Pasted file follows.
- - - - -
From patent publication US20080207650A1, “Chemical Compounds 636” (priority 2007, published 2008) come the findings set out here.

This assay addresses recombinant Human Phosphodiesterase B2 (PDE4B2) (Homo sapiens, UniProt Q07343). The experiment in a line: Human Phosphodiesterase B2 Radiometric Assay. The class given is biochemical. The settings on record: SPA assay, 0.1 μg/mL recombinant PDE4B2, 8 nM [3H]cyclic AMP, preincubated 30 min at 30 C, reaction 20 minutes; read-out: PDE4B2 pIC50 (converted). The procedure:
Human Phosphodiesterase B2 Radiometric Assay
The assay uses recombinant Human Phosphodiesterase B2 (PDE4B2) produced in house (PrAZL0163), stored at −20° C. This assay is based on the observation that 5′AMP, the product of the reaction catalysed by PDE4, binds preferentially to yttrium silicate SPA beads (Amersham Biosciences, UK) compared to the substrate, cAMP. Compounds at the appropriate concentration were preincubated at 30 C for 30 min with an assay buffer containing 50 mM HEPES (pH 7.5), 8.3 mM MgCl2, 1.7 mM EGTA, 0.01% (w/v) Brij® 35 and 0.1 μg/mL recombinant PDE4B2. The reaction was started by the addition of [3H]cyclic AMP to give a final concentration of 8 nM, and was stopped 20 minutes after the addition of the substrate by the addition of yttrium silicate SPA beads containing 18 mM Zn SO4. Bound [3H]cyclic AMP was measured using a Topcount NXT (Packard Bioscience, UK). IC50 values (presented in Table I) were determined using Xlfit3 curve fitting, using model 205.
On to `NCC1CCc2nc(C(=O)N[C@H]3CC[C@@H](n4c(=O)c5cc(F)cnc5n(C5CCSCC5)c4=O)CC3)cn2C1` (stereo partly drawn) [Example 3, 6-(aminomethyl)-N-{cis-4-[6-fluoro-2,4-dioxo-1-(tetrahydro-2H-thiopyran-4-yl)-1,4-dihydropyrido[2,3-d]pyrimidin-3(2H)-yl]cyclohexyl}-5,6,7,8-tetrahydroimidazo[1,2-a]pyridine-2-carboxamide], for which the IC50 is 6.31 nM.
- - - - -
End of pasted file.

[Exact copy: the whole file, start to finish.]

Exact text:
From patent publication US20080207650A1, “Chemical Compounds 636” (priority 2007, published 2008) come the findings set out here.

This assay addresses recombinant Human Phosphodiesterase B2 (PDE4B2) (Homo sapiens, UniProt Q07343). The experiment in a line: Human Phosphodiesterase B2 Radiometric Assay. The class given is biochemical. The settings on record: SPA assay, 0.1 μg/mL recombinant PDE4B2, 8 nM [3H]cyclic AMP, preincubated 30 min at 30 C, reaction 20 minutes; read-out: PDE4B2 pIC50 (converted). The procedure:
Human Phosphodiesterase B2 Radiometric Assay
The assay uses recombinant Human Phosphodiesterase B2 (PDE4B2) produced in house (PrAZL0163), stored at −20° C. This assay is based on the observation that 5′AMP, the product of the reaction catalysed by PDE4, binds preferentially to yttrium silicate SPA beads (Amersham Biosciences, UK) compared to the substrate, cAMP. Compounds at the appropriate concentration were preincubated at 30 C for 30 min with an assay buffer containing 50 mM HEPES (pH 7.5), 8.3 mM MgCl2, 1.7 mM EGTA, 0.01% (w/v) Brij® 35 and 0.1 μg/mL recombinant PDE4B2. The reaction was started by the addition of [3H]cyclic AMP to give a final concentration of 8 nM, and was stopped 20 minutes after the addition of the substrate by the addition of yttrium silicate SPA beads containing 18 mM Zn SO4. Bound [3H]cyclic AMP was measured using a Topcount NXT (Packard Bioscience, UK). IC50 values (presented in Table I) were determined using Xlfit3 curve fitting, using model 205.
On to `NCC1CCc2nc(C(=O)N[C@H]3CC[C@@H](n4c(=O)c5cc(F)cnc5n(C5CCSCC5)c4=O)CC3)cn2C1` (stereo partly drawn) [Example 3, 6-(aminomethyl)-N-{cis-4-[6-fluoro-2,4-dioxo-1-(tetrahydro-2H-thiopyran-4-yl)-1,4-dihydropyrido[2,3-d]pyrimidin-3(2H)-yl]cyclohexyl}-5,6,7,8-tetrahydroimidazo[1,2-a]pyridine-2-carboxamide], for which the IC50 is 6.31 nM.